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\[ \Bigg(\frac{\partial P}{\partial T}\Bigg)_{P} = \Bigg(\frac{\partial S}{\partial V}\Bigg)_{T} \]

This equation is also known as Clausius Clapeyron Equation, and these equation help in understanding a dis-continuous phase-transition between 2 phases of matter of a single constituent. Thus, **the Clausius Clapeyron Equation used to estimate vapor pressure as a function of temperature or to find the heat of the phase transition from the vapor pressures at two temperatures.** These phases can be vapor and solid for sublimation or solid and liquid for melting.

The free energy curves of the liquid and solid phases for a substance have been shown in the figure. The phase with the lowest gibbs free energy for a given temperature will be the most stable phase.

For example at T < T_{m} solid phase have lowest gibbs free energy so solid will be stable phase and similarly at T > T_{m} liquid phase will be more stable.

For example at T < T

**At T = T _{m} :**

\[ dG^s = dG^l \] \[ \implies V^s dP - S^s dT = V^l dP - S^l dT \tag{as dG = Vdp -SdT} \] \[ \implies (V^s - V^l) dP = (S^s - S^l) dT \] \[ \implies \boxed{ \frac{dP}{dT} = \frac{(S^s - S^l)}{(V^s - V^l)} } \tag{1} \]

So for a molar idea gas, PV = RT \( \Rightarrow V = \frac{RT}{P} \), On subtituting \( \Delta v = v_{2} \) in above equation \[ \frac{dP}{dT} = \frac{\Delta H_{vap} P}{R \times T^2 }\] \[ \Rightarrow \frac{dP}{P} = \frac{\Delta H_{vap} P}{R \times T^2 }dT\] On Integrating both side , \[ \boxed{ ln P = \frac{\Delta H_{vap} }{R} \Bigg[ \frac{-1}{T} \Bigg] } \tag{3} \]

Equ. (3) can also be written as - \[ \boxed{ \ln{ \Bigg( \frac{P_{2}}{P_{1}} \Bigg) } = - \frac{ \Delta H_{vap} }{R} \Bigg( \frac{1}{T_2} - \frac{1}{T_1} \Bigg) } \tag{4} \]

**Note : **

1) \( \Delta H_{S \rightarrow V} = \Delta H_{S \rightarrow L} + \Delta H_{L \rightarrow V} \)

Case 1 | Case 2 |
---|---|

\( \Delta V_m = -ve \) | \( \Delta V_m = +ve \) |

Ex. H_{2}O, Cast Iron |
Ex. Fe, Al |

Given Latent Heat of vapourization = \( 195 KJKg^{-1}\)

And, characteristic gas constant = \( 0.055 KJKg^{-1}K^{-1}\)

Answer : 101.54 °C

\[ \ln{ \Bigg( \frac{2}{1} \Bigg) } = - \frac{ 195 }{0.055} \Bigg( \frac{1}{T_2 + 273} - \frac{1}{76 + 273} \Bigg) \]\[\Rightarrow T_2 = 101.54\]

Also known as Isobaric Thermal Expansivity, which tells us that how a substance volume will respond to changes in temperature under constant pressure condition. \[ \boxed{ \beta = \frac{1}{V} \Bigg( \frac{\partial V}{\partial T} \Bigg)_{P} } \] The \( (1/V) \) term makes it an Intensive property.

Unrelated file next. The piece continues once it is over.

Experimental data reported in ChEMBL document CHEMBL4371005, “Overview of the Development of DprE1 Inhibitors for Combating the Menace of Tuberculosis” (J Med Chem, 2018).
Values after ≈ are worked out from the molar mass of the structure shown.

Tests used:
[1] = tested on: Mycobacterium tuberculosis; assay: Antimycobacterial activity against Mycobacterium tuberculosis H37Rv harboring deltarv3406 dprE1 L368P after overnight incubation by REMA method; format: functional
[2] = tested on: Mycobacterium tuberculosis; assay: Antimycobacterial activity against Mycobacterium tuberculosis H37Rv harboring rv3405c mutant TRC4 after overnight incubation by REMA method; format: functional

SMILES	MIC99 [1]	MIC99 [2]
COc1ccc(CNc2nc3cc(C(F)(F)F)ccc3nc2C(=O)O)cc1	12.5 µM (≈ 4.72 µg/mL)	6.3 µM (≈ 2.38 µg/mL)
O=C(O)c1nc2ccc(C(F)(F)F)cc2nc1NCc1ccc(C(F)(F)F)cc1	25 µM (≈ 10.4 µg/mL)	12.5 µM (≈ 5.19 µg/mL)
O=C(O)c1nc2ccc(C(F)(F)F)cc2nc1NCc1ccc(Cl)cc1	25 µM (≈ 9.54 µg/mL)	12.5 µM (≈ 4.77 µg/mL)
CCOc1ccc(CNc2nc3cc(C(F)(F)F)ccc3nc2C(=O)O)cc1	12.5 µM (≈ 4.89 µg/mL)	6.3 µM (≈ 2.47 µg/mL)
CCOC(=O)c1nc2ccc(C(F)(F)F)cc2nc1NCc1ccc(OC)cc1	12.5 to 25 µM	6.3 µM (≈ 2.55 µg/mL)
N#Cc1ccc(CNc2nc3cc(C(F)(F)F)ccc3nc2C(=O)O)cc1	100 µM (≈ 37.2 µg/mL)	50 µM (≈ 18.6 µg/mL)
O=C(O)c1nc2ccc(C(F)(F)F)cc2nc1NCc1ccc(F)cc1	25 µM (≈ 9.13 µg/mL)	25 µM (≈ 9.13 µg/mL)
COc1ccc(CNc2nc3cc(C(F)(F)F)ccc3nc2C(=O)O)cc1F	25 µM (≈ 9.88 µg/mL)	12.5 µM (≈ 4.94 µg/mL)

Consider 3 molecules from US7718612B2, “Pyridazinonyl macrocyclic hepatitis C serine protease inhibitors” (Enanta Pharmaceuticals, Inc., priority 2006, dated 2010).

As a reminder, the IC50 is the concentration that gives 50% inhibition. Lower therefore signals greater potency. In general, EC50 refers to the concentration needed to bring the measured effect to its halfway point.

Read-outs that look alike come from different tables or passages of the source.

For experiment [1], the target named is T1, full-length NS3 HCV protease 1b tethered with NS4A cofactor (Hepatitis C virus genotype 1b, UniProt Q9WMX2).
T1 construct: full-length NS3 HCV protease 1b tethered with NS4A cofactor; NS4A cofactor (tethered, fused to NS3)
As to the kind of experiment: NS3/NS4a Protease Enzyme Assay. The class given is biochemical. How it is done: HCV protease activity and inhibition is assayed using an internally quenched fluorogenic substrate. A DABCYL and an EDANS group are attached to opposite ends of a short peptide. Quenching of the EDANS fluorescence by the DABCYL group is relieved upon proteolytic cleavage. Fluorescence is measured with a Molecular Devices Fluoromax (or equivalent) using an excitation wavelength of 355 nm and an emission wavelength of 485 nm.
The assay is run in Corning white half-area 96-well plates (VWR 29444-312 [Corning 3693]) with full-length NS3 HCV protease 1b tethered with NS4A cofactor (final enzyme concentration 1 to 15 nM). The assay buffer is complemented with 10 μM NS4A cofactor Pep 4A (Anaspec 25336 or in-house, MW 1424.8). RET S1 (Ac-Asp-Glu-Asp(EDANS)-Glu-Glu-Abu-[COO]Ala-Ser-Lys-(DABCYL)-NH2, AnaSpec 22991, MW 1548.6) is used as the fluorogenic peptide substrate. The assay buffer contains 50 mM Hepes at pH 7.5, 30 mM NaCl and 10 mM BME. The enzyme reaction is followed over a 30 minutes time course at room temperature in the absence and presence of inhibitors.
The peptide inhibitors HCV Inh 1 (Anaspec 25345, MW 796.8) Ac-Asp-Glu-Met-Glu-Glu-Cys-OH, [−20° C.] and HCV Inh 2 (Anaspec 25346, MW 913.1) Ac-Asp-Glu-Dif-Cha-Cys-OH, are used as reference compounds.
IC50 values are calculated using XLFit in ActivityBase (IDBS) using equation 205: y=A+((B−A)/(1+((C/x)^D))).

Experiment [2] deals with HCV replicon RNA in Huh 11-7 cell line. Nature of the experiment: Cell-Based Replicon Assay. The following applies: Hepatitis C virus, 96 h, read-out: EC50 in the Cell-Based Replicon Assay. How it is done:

It help to quantify, how much a substace is compressible. The isothermal compressibility \( (k_{T}) \) is defined by the fractional differential change in volume due to a change in pressure at constant T. \[ \boxed{ k_{T} = - \frac{1}{V} \Bigg( \frac{\partial V}{\partial P} \Bigg)_{T} } \] The -ve sign is used to make \( (k_{T}) \) a positive value as increase in pressure will lead to a decrease in volume and the \( (1/V) \) term makes it an Intensive property.

This equation is basically a modification of the Ideal Gas Law which states that gases consist of point masses that undergo perfectly elastic collision. Here will consider the effect atoms size and their interaction forces unlike Idea Gas Law.

\( b \) : Volume occupied by gas molecules

## Entropy Maximum principleAs we have, \[ \frac{ \delta Q}{T} \leq dS \] For an isolated system \( \delta Q = 0 \) \[ \Rightarrow dS \leq 0 \] This principle states that for a closed system, having a fixed internal energy and volume, the equilibrium state will have maximum entropy |
## Minimum Internal Energy PrincipleAs we have, \[dU \leq TdS - PdV\] Taking time differential \[ \frac{dU}{dt} = T\frac{dS}{dt} - P\frac{dV}{dt} \] \[ \Bigg( \frac{dU}{dt}\Bigg)_{S,V} \leq 0 \]This principle states that for a closed system at constant S and V, the equilibrium state will have manimun internal energy. |

## Minimum Helmholtz Energy PrincipleAs we have, \[dF \leq PdV - SdT\] Taking time differential \[ \frac{dF}{dt} = P\frac{dV}{dt} - S\frac{dT}{dt} \] \[ \Bigg( \frac{dF}{dt}\Bigg)_{V,T} \leq 0 \]This principle states that for a closed system at constant V and T, the equilibrium state will have manimun helmholtz free energy. |
## Minimum Gibbs Energy PrincipleAs we have, \[dG \leq VdP - SdT\] Taking time differential \[ \frac{dG}{dt} = V\frac{dP}{dt} - S\frac{dT}{dt} \] \[ \Bigg( \frac{dF}{dt}\Bigg)_{P,T} \leq 0 \]This principle states that for a closed system at constant P and T, the equilibrium state will have manimun gibbs free energy. |